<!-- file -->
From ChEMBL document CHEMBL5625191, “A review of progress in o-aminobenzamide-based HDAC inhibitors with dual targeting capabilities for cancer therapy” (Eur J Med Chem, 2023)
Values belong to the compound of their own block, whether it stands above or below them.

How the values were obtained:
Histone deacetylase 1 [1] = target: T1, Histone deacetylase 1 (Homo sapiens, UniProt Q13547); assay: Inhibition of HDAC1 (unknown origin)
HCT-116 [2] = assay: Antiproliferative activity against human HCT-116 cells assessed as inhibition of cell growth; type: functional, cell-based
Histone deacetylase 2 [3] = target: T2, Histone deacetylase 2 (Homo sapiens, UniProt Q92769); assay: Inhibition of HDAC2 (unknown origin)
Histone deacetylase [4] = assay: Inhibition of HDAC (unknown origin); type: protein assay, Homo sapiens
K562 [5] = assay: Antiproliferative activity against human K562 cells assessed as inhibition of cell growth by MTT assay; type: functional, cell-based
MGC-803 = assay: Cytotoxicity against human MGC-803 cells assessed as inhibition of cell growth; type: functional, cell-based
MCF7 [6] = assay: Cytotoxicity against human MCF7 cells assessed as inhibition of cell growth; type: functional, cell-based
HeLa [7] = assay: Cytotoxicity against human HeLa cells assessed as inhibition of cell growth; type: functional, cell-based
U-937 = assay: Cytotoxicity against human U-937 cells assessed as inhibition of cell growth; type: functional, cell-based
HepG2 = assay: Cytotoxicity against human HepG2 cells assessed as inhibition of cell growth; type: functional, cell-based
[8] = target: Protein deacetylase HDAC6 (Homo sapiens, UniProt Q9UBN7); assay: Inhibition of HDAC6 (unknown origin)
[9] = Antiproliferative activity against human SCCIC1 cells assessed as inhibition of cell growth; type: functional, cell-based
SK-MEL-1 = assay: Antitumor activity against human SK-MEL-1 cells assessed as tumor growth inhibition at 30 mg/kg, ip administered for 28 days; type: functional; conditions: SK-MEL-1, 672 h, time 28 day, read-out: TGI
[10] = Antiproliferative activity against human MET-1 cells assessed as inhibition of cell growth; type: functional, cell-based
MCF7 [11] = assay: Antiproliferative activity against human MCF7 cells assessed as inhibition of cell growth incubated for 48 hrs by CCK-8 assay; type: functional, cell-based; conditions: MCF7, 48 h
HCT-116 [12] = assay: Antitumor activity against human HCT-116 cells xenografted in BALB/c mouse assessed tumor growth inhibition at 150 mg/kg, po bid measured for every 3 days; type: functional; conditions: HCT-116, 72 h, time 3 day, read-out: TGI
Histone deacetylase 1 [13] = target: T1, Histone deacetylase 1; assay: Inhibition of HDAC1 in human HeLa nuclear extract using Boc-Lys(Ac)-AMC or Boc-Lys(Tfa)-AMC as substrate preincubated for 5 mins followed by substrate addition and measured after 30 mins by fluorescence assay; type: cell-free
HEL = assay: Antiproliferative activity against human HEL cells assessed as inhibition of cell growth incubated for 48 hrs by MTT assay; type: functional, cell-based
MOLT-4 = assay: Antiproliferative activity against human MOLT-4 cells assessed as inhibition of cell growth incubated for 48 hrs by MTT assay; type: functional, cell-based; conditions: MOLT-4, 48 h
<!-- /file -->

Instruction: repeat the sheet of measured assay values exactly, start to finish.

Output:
From ChEMBL document CHEMBL5625191, “A review of progress in o-aminobenzamide-based HDAC inhibitors with dual targeting capabilities for cancer therapy” (Eur J Med Chem, 2023)
Values belong to the compound of their own block, whether it stands above or below them.

How the values were obtained:
Histone deacetylase 1 [1] = target: T1, Histone deacetylase 1 (Homo sapiens, UniProt Q13547); assay: Inhibition of HDAC1 (unknown origin)
HCT-116 [2] = assay: Antiproliferative activity against human HCT-116 cells assessed as inhibition of cell growth; type: functional, cell-based
Histone deacetylase 2 [3] = target: T2, Histone deacetylase 2 (Homo sapiens, UniProt Q92769); assay: Inhibition of HDAC2 (unknown origin)
Histone deacetylase [4] = assay: Inhibition of HDAC (unknown origin); type: protein assay, Homo sapiens
K562 [5] = assay: Antiproliferative activity against human K562 cells assessed as inhibition of cell growth by MTT assay; type: functional, cell-based
MGC-803 = assay: Cytotoxicity against human MGC-803 cells assessed as inhibition of cell growth; type: functional, cell-based
MCF7 [6] = assay: Cytotoxicity against human MCF7 cells assessed as inhibition of cell growth; type: functional, cell-based
HeLa [7] = assay: Cytotoxicity against human HeLa cells assessed as inhibition of cell growth; type: functional, cell-based
U-937 = assay: Cytotoxicity against human U-937 cells assessed as inhibition of cell growth; type: functional, cell-based
HepG2 = assay: Cytotoxicity against human HepG2 cells assessed as inhibition of cell growth; type: functional, cell-based
[8] = target: Protein deacetylase HDAC6 (Homo sapiens, UniProt Q9UBN7); assay: Inhibition of HDAC6 (unknown origin)
[9] = Antiproliferative activity against human SCCIC1 cells assessed as inhibition of cell growth; type: functional, cell-based
SK-MEL-1 = assay: Antitumor activity against human SK-MEL-1 cells assessed as tumor growth inhibition at 30 mg/kg, ip administered for 28 days; type: functional; conditions: SK-MEL-1, 672 h, time 28 day, read-out: TGI
[10] = Antiproliferative activity against human MET-1 cells assessed as inhibition of cell growth; type: functional, cell-based
MCF7 [11] = assay: Antiproliferative activity against human MCF7 cells assessed as inhibition of cell growth incubated for 48 hrs by CCK-8 assay; type: functional, cell-based; conditions: MCF7, 48 h
HCT-116 [12] = assay: Antitumor activity against human HCT-116 cells xenografted in BALB/c mouse assessed tumor growth inhibition at 150 mg/kg, po bid measured for every 3 days; type: functional; conditions: HCT-116, 72 h, time 3 day, read-out: TGI
Histone deacetylase 1 [13] = target: T1, Histone deacetylase 1; assay: Inhibition of HDAC1 in human HeLa nuclear extract using Boc-Lys(Ac)-AMC or Boc-Lys(Tfa)-AMC as substrate preincubated for 5 mins followed by substrate addition and measured after 30 mins by fluorescence assay; type: cell-free
HEL = assay: Antiproliferative activity against human HEL cells assessed as inhibition of cell growth incubated for 48 hrs by MTT assay; type: functional, cell-based
MOLT-4 = assay: Antiproliferative activity against human MOLT-4 cells assessed as inhibition of cell growth incubated for 48 hrs by MTT assay; type: functional, cell-based; conditions: MOLT-4, 48 h